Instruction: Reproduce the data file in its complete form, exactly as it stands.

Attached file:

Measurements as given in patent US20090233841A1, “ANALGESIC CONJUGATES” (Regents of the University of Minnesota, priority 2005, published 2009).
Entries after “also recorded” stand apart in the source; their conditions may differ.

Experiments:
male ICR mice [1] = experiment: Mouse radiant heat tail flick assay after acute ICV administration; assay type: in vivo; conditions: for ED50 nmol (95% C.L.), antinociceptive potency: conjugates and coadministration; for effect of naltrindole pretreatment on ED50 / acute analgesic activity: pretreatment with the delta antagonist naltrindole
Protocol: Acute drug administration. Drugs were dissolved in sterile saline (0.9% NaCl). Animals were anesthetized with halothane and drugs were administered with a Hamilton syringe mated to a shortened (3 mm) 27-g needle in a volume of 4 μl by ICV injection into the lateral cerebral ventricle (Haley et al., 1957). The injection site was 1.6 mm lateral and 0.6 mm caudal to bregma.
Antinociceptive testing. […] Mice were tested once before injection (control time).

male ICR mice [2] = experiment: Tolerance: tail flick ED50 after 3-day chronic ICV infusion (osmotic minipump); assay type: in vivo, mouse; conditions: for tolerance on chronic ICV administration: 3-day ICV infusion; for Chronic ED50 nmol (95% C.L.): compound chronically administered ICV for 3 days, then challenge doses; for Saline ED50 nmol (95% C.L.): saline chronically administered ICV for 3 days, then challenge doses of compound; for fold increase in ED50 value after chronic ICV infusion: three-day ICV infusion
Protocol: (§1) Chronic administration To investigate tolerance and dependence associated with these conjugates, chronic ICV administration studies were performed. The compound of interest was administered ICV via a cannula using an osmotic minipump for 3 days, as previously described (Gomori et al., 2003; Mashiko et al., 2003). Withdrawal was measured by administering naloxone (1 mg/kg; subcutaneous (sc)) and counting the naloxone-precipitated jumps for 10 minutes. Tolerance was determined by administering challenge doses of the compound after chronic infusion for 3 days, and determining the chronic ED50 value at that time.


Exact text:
Measurements as given in patent US20090233841A1, “ANALGESIC CONJUGATES” (Regents of the University of Minnesota, priority 2005, published 2009).
Entries after “also recorded” stand apart in the source; their conditions may differ.

Experiments:
male ICR mice [1] = experiment: Mouse radiant heat tail flick assay after acute ICV administration; assay type: in vivo; conditions: for ED50 nmol (95% C.L.), antinociceptive potency: conjugates and coadministration; for effect of naltrindole pretreatment on ED50 / acute analgesic activity: pretreatment with the delta antagonist naltrindole
Protocol: Acute drug administration. Drugs were dissolved in sterile saline (0.9% NaCl). Animals were anesthetized with halothane and drugs were administered with a Hamilton syringe mated to a shortened (3 mm) 27-g needle in a volume of 4 μl by ICV injection into the lateral cerebral ventricle (Haley et al., 1957). The injection site was 1.6 mm lateral and 0.6 mm caudal to bregma.
Antinociceptive testing. […] Mice were tested once before injection (control time).

male ICR mice [2] = experiment: Tolerance: tail flick ED50 after 3-day chronic ICV infusion (osmotic minipump); assay type: in vivo, mouse; conditions: for tolerance on chronic ICV administration: 3-day ICV infusion; for Chronic ED50 nmol (95% C.L.): compound chronically administered ICV for 3 days, then challenge doses; for Saline ED50 nmol (95% C.L.): saline chronically administered ICV for 3 days, then challenge doses of compound; for fold increase in ED50 value after chronic ICV infusion: three-day ICV infusion
Protocol: (§1) Chronic administration To investigate tolerance and dependence associated with these conjugates, chronic ICV administration studies were performed. The compound of interest was administered ICV via a cannula using an osmotic minipump for 3 days, as previously described (Gomori et al., 2003; Mashiko et al., 2003). Withdrawal was measured by administering naloxone (1 mg/kg; subcutaneous (sc)) and counting the naloxone-precipitated jumps for 10 minutes. Tolerance was determined by administering challenge doses of the compound after chronic infusion for 3 days, and determining the chronic ED50 value at that time.